Value Argument

There’s another way of considering conveyor duties, too: value. Heavier duty equipment is going to last longer compared to lighter duty equipment. More robust construction and materials mean you’ll spend more money up front, but companies can rely on them to perform well. Compare that with the cost in repairs, downtime, and lost production with a lighter duty machine, and it’s easy to understand why getting something more robust saves money in the long run.

The value argument is commonly understood but too often set aside for immediate savings. As a result, companies will spend hundreds of thousands to millions of dollars a year on repairs and unscheduled downtime related to unreliable conveyors. The issue of reliability compounds when a company uses multiple conveyors. A one-conveyor operation may be able to stay on top of maintenance and repair to keep things running smoothly, but this becomes more difficult when more conveyors are installed. Although inspections and routine maintenance do not take much time per conveyor, few can really expect their maintenance crew to stay on top of this. Neglected equipment wears out much faster than equipment that is properly maintained, and wear runs through lighter duty machinery faster than heavier duty machines. Companies that opt for lighter duty conveyors must therefore consider whether they’ll have to constantly interrupt production to repair the machines.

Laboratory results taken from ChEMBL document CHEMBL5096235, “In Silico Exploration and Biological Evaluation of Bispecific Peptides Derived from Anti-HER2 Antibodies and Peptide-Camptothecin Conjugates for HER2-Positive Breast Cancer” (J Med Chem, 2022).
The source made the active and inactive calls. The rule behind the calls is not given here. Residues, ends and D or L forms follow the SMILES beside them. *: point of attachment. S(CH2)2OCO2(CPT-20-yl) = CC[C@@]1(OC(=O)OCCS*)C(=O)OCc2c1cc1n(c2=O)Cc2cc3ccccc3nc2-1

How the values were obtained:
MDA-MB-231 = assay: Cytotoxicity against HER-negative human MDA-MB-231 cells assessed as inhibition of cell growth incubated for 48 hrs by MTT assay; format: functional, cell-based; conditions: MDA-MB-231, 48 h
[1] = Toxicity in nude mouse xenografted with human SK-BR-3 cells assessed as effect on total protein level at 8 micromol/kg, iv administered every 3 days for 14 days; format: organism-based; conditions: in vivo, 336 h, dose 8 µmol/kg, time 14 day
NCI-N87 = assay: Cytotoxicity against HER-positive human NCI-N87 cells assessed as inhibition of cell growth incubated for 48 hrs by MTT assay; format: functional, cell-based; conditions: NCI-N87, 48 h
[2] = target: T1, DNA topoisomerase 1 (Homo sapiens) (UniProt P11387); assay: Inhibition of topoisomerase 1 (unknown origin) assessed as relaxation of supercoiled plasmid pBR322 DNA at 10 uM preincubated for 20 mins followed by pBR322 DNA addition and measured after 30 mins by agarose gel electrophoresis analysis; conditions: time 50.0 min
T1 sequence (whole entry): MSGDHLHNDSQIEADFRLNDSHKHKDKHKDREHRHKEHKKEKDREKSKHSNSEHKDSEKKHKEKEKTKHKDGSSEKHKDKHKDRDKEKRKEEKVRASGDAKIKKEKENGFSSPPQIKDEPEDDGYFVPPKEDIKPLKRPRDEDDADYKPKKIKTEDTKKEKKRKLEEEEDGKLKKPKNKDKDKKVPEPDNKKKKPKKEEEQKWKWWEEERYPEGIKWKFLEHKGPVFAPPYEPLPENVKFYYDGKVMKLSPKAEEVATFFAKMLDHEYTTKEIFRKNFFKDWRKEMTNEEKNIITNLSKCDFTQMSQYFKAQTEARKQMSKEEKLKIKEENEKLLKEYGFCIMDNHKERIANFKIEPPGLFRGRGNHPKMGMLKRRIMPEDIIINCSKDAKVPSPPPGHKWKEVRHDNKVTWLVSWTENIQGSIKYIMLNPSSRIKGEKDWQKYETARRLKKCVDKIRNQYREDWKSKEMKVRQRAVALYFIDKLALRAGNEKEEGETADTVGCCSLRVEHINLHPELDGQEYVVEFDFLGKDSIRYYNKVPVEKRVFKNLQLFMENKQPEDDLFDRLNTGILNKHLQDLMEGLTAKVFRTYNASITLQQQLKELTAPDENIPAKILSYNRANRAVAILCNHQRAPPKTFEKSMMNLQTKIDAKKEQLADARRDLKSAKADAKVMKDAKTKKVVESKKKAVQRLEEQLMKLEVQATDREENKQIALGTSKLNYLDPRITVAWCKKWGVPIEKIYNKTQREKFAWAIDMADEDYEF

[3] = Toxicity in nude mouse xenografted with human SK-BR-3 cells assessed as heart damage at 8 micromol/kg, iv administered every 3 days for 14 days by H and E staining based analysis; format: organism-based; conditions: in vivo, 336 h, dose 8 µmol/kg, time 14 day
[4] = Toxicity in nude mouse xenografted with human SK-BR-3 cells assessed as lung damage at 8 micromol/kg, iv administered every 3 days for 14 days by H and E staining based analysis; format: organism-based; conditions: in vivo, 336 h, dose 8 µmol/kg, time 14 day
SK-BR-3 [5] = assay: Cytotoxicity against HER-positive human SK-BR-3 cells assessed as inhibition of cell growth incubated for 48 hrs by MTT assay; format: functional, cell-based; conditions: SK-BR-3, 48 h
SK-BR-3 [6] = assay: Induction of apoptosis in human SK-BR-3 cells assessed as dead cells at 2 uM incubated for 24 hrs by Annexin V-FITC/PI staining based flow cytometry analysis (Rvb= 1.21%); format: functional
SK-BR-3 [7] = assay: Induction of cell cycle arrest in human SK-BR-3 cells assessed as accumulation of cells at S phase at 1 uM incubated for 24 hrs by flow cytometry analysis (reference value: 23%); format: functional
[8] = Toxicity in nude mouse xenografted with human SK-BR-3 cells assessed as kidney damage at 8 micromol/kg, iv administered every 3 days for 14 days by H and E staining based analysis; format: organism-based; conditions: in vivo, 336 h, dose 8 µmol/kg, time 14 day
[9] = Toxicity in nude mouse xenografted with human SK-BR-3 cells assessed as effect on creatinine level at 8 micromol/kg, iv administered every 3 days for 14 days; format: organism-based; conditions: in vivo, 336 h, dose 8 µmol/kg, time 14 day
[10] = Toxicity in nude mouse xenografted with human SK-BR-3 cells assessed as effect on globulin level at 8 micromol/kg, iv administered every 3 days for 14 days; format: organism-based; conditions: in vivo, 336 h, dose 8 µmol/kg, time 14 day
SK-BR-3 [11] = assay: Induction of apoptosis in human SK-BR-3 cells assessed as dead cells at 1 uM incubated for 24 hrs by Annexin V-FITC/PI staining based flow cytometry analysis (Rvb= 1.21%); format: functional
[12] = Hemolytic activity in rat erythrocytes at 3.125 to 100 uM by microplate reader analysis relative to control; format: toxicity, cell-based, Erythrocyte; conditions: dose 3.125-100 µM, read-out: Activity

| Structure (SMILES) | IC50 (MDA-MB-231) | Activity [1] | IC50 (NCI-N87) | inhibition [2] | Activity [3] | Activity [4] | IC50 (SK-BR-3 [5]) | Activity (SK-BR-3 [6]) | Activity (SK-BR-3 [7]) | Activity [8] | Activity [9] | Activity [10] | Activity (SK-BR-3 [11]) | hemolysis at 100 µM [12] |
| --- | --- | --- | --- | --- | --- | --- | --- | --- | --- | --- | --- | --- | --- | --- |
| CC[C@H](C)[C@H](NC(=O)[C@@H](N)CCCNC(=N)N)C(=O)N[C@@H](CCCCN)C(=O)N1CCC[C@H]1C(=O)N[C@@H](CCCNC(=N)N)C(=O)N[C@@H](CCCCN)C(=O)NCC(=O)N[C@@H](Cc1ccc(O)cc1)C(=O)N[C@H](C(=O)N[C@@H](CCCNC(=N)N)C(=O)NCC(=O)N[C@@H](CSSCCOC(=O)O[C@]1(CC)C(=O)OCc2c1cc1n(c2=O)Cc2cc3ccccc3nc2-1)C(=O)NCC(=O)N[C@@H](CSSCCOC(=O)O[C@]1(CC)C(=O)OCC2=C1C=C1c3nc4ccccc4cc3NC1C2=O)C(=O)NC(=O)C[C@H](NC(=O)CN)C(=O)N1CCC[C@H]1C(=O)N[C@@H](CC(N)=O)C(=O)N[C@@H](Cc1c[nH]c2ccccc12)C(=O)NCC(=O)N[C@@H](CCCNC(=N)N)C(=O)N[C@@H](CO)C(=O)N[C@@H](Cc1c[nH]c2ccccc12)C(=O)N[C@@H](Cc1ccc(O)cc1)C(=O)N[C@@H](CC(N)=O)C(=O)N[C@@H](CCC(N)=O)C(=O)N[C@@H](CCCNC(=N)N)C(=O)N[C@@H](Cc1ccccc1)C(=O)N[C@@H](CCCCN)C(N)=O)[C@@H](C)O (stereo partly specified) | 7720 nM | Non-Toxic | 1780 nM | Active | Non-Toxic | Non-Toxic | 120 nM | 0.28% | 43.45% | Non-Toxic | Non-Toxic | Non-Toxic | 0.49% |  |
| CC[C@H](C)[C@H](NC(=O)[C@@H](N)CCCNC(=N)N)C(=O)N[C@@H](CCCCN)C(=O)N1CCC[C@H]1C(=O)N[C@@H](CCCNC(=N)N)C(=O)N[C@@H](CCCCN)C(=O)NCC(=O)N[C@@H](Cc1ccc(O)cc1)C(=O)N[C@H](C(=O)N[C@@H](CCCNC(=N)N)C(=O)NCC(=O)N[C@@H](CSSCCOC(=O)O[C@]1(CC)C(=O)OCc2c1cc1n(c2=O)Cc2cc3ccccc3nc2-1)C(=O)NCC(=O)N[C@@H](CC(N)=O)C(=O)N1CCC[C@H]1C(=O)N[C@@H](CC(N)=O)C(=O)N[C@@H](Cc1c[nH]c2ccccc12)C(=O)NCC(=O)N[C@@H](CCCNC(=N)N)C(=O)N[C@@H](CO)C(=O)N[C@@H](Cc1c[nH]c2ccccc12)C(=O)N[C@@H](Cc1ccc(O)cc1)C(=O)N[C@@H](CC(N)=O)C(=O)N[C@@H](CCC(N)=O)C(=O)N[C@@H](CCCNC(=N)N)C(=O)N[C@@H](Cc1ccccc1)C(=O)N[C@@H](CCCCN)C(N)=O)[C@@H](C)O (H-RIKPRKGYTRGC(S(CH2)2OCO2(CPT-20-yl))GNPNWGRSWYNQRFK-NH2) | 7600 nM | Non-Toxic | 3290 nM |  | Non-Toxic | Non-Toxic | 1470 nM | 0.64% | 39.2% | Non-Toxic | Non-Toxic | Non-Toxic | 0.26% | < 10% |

Another point to consider on this point is that maintenance workers routinely see how far they can go with equipment before it breaks. It’s like playing the “I can go a few more miles” game when the gas tank gets low in the truck. Personnel want to go “a little further” before they replace parts. For instance, they’ll stretch out the chain (literally) as far as it’ll go before replacing it. Of course, this is too often disastrous. Rather than replacing it when it needs replaced, they wait until it fails, which results in unplanned downtime, a more difficult replacement, the possibility of other broken components, the possibility of metal being mixed with the material, and a difficult restart.

SMART Conveyors and Value

Because of this tendency, it’s a good idea to purchase conveyors where routine maintenance is easier to accomplish, which is how our conveyors are designed. Curve wear strips that personnel can change without opening up the conveyor make maintenance for our S-Series SMART Conveyors faster to accomplish. Three-piece split sprockets in our conveyors and split heads in M- and T-Series conveyors also make accessing and changing sprockets easier (there’s no need to break the chain).

The possibility of failure when this occurs increases when your operation relies on lighter-duty equipment. Don’t let this occur at your operation. Get the equipment that is suited for your application and which will provide you the highest value. Biomass Engineering & Equipment’s SMART Conveyors are suited for many applications transferring and feeding bulk materials. They’re designed for low operational costs with greater efficiency, less frequent maintenance, and less costly maintenance than competitive systems.

Contact us today to discuss your next material handling project.